ABC News Corona Virus Health and Science

'Race against the clock': Scientists testing if existing drugs can fight novel coronavirus right now

Dozens of already-existing drugs may be able to treat new coronavirus.

A handful of scientists across the globe are working around the clock to determine whether there is an existing drug that could temporarily fight the novel coronavirus.

One of those scientists says they could know in as little as a week if that's truly possible.

"It really has been a race against the clock," Nevan Krogan, who is the director of the Quantitative Biosciences Institute, told ABC News correspondent Eva Pilgrim on Wednesday.

In searching for a solution, Krogan is focused not only on the virus, but its host -- humans. By doing so, he said he could identify the human cells the virus needs to survive and map out its genes, helping scientists narrow down what to focus on in terms of a solution.

"I think it takes an average of at least six years in order to come up with a drug, but if we can use drugs that exist for other diseases and repurpose them, we may have drugs that we could be using right now," Krogan said.

Kevan Shokat, who works at a nearby lab in San Francisco and is the chair of the Department of Cellular and Molecular at the University of California, San Francisco, was able to identify 60 drugs that interact with the same DNA as the virus.

Ten of those drugs are already FDA approved.

"It’s the chance to have an impact on something that is a worldwide public health crisis," Shokat said

Krogan and Shokat are finalizing a detailed map of the coronavirus, and plan to share it with the entire scientific community as soon as possible.

What to know about coronavirus:

  • How it started and how to protect yourself: Coronavirus explained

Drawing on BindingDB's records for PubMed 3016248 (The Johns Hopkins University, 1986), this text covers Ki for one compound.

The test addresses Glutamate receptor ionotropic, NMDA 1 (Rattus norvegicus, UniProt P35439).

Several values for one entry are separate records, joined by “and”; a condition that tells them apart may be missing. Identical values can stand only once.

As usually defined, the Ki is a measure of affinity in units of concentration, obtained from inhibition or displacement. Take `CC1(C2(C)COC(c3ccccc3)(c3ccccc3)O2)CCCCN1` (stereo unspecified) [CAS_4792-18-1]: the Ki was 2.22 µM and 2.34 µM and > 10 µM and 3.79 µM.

• What to do if you have symptoms: Coronavirus symptoms
  • Tracking the spread in the US and Worldwide: Coronavirus map
  • For now, Krogan has sent his map to some of the few labs in the entire world that can test the live virus, including the Institut Pasteur in Paris. He also sent it to Adolfo Garcia-Sastre, who works at New York's Mount Sinai Hospital.

    Garcia-Sastre is a virologist, and has helped create vaccines for years, including the flu mist.

    Now Garcia-Sastre is focused solely on coronavirus and whether any existing drugs will help slow its spread.

    He said results on that will return in a week.

    His wife, Dr. Ana Fernandez-Sesma, also a virologist, is working long hours, hoping for a breakthrough.

    "This is all hands on deck," she said. "We gain time basically by not trying to reinvent the wheel. We're really trying to kind of utilize what we already have and what we already know."

    Marco Vignuzzi and a team of researchers are also working long hours at the Institut Pasteur.

    Vignuzzi told ABC News, "We here have the expertise to grow the virus, quantify it and test drugs against it."

    Coronavirus, officially known as COVID-19, has been detected in every continent except Antarctica and infected more than 214,000 worldwide. At least 8,732 people have died, with the majority being in China, where the virus was first detected in the city of Wuhan in December 2019.

    "Hopefully the scientific community will be able to look at our map, look at your predictions and maybe make new predictions about which therapies or which drugs could be used to fight the virus in the short term," Krogan said.

    As political leaders and health experts grapple with the pandemic, these scientists hope that their map will decrease the rate of cases and the total number of cases, also known as flattening the curve.

    Scientists hope this unprecedented scientific collaboration translates into real-world success in days or weeks, not years.

    "I would say that there's a ... 2% chance that we could identify a drug that is FDA approved, and maybe it would be well enough understood that it can be used in patients in, you know, a month. That would be the fastest and that would be almost a miracle," Shokan said.